Friday, June 17, 2005

Nanny needs a good long bath

Nanny stinks so bad, it will take a firehose and all the laundry detergent that China can produce to subdue the odor. Browsing a few blogs today, I found this incredible post from Balko over at The Agitator. If only we had more people like this in Canada, but alas, their reasoned arguments fall on ears plugged up with fake beaver fur.

Last night a colleague here at Cato brought up a great line in the sexual harassment episode of South Park in which Gerald Brovslofski explains to Kyle that sexual harassment laws were written by Democrats to tell us what we should think, feel, and say in the workplace. Kyle responds, "Isn't that fascism?"

Gerald replies, "No, because we don't call it fascism."

That's the feeling I got while sitting through seven hours of tedious Washington D.C. City Council hearings yesterday on the proposed (and now inevitably) smoking ban coming to the nation's capital. I was told to show up at 10:30am to give my testimony. I finally got to speak at a little after 5.

The D.C. government already uses the force of law to compell D.C. residents to wear a seatbelt while driving, to not speak on a cell phone while driving, to wear a motorcycle helmet, and -- soon -- they'll tell business owners they're forbidden from allowing people to smoke in their establishments.

But none of this is fascism.

Why not? Because the people pushing these laws don't call it fascism. They call it "public health."

A few of my favorite moments from yesterday's hearings:

# Listening to the insufferable Jim Graham lecture every smoking ban proponent on the dangers of smoking as if they were a six-year old child. Graham's questioning was the paternalistic government personified.

# Christopher Hitchens amusing appearance and testimony in which he told Graham, "you're treating us like children -- retarded children."

# One witness pointed out that the two bills calling for an outright ban on public smoking in the District specifically exempt city government from the ban. Typical.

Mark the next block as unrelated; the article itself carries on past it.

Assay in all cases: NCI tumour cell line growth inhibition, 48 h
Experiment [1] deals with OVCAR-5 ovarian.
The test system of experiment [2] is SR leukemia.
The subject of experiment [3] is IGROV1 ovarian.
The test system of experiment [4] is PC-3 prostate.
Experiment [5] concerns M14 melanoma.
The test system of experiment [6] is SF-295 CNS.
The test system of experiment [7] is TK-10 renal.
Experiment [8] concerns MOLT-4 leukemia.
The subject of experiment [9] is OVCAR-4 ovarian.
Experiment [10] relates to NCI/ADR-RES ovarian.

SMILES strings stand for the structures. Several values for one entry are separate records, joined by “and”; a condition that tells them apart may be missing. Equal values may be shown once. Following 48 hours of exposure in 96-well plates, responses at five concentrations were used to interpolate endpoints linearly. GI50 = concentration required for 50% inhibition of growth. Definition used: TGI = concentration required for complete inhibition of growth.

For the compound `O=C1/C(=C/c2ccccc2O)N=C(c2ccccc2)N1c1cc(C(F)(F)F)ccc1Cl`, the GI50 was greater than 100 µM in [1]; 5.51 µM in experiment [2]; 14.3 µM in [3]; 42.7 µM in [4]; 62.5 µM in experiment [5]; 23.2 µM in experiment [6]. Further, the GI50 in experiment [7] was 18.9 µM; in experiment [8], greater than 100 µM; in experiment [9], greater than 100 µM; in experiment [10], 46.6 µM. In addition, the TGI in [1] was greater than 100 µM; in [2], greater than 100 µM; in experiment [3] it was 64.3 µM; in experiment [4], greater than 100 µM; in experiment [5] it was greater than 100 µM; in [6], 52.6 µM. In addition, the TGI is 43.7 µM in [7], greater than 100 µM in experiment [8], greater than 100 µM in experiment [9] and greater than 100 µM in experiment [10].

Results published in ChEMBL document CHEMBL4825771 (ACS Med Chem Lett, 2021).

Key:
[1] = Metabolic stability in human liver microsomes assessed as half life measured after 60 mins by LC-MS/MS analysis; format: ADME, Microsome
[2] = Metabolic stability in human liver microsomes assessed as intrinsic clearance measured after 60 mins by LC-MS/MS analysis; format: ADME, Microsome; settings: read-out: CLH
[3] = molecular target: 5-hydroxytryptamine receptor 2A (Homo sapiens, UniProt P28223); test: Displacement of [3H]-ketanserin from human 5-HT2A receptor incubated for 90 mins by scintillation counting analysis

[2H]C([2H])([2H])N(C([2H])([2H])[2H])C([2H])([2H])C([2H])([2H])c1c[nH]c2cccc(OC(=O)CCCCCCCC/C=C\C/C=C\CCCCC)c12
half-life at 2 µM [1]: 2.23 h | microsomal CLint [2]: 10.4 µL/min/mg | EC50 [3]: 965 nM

# A former Congressman named Al Swift appeared before the council and spoke in a manner that was slow, deliberate, and reeked of "my opinion is extra important because I'm a former Congressman." He said that he fully supported the smoking ban, but that he was worried about "unintended consequences. He explained, "I like to go to cigar bars, and because cigar smoking is my favorite kind of smoking, it should be exempted."

In other words, "this ban should apply to everyone in the city, except for people like me." Why doesn't it surprise me that such an attitude would come from a former Congressman?

Inexplicably, Jim Graham agreed with him, noting that cigar bars were "special" places where people gathered to smoke, socialize, and eat and drink.

So as I understand it, then, you're allowed to go out with friends, smoke, eat, and drink only if you're the kind of person who smokes cigars and frequents cigar bars (read: old, white, wealthy, and influential). Those kinds of people should get an exemption. People who want to go out with friends who happened to prefer cigarettes are, simply, out of luck.

# An official representing the American Lung Assocation made a pretty stunning statement, one that went overlooked when it happened. Graham asked the guy at what level of exposure to second hand smoke a person's risk of various ailments increases. The ALA rep said it takes frequent exposure over a very long period of time for risk of serious illness to significantly increase. In fact, he said, even among smokers, a person would need to smoke a pack per day for ten or twenty years before that person would significantly raise his risk of lung cancer.

This official then turned right around and insisted that secondhand smoke was a health threat.

I'm not an epidemiologist. But I have a hard time figuring out how those two statements can exist side by side.

# Good governance. I don't believe a majority of the council was ever present at the same time during the hearings. Schwartz, to her credit, was there for the whole thing -- or at least until I left. Graham was there for most of it, though he took a couple of breaks. My speech at 5:15, for example, was to only Schwartz and one staffer. Graham came in at the tail end of it (and promptly asked me a question that showed he completely missed my point). Harcore smoking ban proponent was there for less than an hour, and questioned only one witness (out of about 140). To my knowlege, no other councilmember was there for more than an hour.